The colonial economy was centered around isolated agricultural and mining centers in which foreign-financed and foreign-managed firms employed local labor to produce raw materials for export to Europe, North America, and Japan. Colonial administrations started most of the important large-scale farming and mining activities: for example, cotton growing in the irrigated Al Jazīrah (Gezira) region of Sudan, rubber growing on plantations in Liberia, coffee growing in Côte d’Ivoire, Ethiopia, and Kenya, and copper mining in Zambia.
For a variety of reasons, colonial economies did not focus on developing industry to produce finished goods for local consumption. First, markets for finished goods in Africa were small. Second, mineral and agricultural raw materials, for the most part, were not processed in Africa, or were only minimally processed to ease shipment to ports. Third, since African industrialization was largely initiated by European firms, it was not in the firms’ interest to create competition for their own products in Europe. Fourth, in the case of some countries, both the colonial and later African governments kept the exchange rates of their currencies too high, making imported consumer goods more affordable.
South Africa and Zimbabwe were two distinct exceptions to this general lack of industrialization. South Africa had been administered by settlers of European descent since the early 20th century. The size and technical skill level of the settler population—combined with relative autonomy from colonial powers—supported greater economic development, making it possible for industrialization to succeed. In the case of the colony of Rhodesia (what is now Zimbabwe), the white minority regime faced world sanctions for its illegal takeover of the government in 1965, and was forced to embark on homegrown industrial development to meet its own domestic needs. At independence in 1980, Zimbabwe had one of the most developed economies on the continent, second only to South Africa.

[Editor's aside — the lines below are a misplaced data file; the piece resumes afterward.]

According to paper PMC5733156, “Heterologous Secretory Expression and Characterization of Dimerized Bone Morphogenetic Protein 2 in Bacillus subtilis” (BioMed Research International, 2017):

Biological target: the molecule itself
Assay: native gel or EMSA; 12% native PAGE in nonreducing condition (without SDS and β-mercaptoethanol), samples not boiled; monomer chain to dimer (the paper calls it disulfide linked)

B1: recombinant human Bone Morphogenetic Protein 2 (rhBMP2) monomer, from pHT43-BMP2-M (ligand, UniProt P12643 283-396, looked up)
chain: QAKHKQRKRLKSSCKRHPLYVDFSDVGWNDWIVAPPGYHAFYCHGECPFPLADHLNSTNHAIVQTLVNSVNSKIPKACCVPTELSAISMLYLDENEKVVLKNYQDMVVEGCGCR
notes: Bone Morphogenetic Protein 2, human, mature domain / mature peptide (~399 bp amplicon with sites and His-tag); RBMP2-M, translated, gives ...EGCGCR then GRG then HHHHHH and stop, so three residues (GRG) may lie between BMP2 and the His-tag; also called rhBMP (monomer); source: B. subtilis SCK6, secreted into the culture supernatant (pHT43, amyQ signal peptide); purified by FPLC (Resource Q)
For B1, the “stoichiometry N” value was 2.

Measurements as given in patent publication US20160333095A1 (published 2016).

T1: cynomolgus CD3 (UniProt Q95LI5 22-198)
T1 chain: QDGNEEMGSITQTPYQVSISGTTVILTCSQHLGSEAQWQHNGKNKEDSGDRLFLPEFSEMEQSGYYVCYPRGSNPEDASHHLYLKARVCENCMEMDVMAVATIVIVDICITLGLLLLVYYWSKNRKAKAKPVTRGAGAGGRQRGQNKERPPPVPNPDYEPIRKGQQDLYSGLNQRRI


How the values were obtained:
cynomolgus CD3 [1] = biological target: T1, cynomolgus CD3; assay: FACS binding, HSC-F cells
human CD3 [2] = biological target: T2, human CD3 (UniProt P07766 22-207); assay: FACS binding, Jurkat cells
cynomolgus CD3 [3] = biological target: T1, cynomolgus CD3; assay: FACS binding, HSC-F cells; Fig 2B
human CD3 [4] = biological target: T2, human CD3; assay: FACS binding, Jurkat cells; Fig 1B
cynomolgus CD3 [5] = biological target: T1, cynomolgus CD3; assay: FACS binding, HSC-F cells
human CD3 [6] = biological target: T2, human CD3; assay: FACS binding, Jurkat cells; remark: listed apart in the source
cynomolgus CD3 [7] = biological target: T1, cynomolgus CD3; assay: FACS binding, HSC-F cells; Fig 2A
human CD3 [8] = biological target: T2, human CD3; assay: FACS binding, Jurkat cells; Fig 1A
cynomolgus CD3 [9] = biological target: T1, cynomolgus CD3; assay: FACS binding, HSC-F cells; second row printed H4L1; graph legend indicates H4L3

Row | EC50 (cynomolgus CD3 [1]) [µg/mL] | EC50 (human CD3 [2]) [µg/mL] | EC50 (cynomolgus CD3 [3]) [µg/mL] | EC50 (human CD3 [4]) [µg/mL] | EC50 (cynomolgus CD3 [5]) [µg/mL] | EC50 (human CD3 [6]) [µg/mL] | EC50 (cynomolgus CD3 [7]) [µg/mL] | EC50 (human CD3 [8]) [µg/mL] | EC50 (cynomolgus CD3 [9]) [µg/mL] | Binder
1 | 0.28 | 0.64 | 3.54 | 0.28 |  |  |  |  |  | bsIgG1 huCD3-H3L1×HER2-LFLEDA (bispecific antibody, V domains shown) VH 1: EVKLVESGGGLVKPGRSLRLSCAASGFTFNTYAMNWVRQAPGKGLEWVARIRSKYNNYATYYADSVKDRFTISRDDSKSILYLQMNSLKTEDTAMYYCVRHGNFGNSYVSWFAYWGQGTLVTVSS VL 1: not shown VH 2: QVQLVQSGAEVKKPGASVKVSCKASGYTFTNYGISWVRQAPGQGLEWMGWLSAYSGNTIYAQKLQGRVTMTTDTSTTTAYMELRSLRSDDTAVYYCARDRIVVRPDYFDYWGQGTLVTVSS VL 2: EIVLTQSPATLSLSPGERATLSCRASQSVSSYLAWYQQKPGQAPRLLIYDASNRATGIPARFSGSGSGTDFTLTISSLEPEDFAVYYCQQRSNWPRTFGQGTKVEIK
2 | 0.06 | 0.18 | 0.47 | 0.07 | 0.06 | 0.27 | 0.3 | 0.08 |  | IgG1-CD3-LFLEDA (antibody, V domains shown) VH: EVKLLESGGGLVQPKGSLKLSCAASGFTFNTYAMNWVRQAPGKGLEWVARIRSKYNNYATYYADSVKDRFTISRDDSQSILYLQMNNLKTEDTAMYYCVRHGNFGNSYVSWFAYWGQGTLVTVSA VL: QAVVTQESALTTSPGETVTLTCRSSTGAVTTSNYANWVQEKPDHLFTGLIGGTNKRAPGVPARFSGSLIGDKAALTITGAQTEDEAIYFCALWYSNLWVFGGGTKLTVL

Colonial export-oriented industries did make some positive marks on the African economic landscape. They introduced important innovations in transportation, banking, marketing, trade, and many commercial services. They also led to improvements in government administration, agricultural practices, health care, and education. However, these innovations were not intended to modernize Africa as a whole. Instead, they were primarily concentrated in and around a small number of principal ports and trade centers, which usually also served as colonial capitals. This unbalanced system gave rise to tremendous disparities between developed urban centers and the rural sector.
- Colonial Rule in Africa (egrejeen.wordpress.com)
- Architecture in Africa’s Rural Settlements (egrejeen.wordpress.com)
- Development of the Modern Sector of the African Economy (egrejeen.wordpress.com)
The way of life in Africa’s rural settlements determines the types of dwellings built. Settled farming societies have different requirements than herding societies, which are usually nomadic. Other rural societies in Africa are based on farming, hunting, and gathering in various combinations.